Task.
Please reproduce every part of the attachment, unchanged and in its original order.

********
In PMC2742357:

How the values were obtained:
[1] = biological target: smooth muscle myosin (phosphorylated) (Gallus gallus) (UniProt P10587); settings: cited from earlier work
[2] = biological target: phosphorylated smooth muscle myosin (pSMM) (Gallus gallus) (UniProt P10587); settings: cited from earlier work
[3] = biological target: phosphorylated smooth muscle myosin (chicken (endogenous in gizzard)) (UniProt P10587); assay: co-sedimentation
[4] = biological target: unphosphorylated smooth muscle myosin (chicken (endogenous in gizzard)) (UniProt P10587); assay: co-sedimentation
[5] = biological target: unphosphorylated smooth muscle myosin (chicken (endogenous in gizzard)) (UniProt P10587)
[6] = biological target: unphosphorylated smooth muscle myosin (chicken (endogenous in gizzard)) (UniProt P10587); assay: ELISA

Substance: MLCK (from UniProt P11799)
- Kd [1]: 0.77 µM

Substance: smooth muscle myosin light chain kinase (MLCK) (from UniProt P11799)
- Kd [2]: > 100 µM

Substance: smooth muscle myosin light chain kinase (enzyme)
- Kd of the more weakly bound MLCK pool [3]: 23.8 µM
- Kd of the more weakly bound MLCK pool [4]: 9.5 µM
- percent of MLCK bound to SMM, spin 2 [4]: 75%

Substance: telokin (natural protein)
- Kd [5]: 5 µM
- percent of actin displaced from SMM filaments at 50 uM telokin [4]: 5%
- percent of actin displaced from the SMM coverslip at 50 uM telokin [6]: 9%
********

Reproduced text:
In PMC2742357:

How the values were obtained:
[1] = biological target: smooth muscle myosin (phosphorylated) (Gallus gallus) (UniProt P10587); settings: cited from earlier work
[2] = biological target: phosphorylated smooth muscle myosin (pSMM) (Gallus gallus) (UniProt P10587); settings: cited from earlier work
[3] = biological target: phosphorylated smooth muscle myosin (chicken (endogenous in gizzard)) (UniProt P10587); assay: co-sedimentation
[4] = biological target: unphosphorylated smooth muscle myosin (chicken (endogenous in gizzard)) (UniProt P10587); assay: co-sedimentation
[5] = biological target: unphosphorylated smooth muscle myosin (chicken (endogenous in gizzard)) (UniProt P10587)
[6] = biological target: unphosphorylated smooth muscle myosin (chicken (endogenous in gizzard)) (UniProt P10587); assay: ELISA

Substance: MLCK (from UniProt P11799)
- Kd [1]: 0.77 µM

Substance: smooth muscle myosin light chain kinase (MLCK) (from UniProt P11799)
- Kd [2]: > 100 µM

Substance: smooth muscle myosin light chain kinase (enzyme)
- Kd of the more weakly bound MLCK pool [3]: 23.8 µM
- Kd of the more weakly bound MLCK pool [4]: 9.5 µM
- percent of MLCK bound to SMM, spin 2 [4]: 75%

Substance: telokin (natural protein)
- Kd [5]: 5 µM
- percent of actin displaced from SMM filaments at 50 uM telokin [4]: 5%
- percent of actin displaced from the SMM coverslip at 50 uM telokin [6]: 9%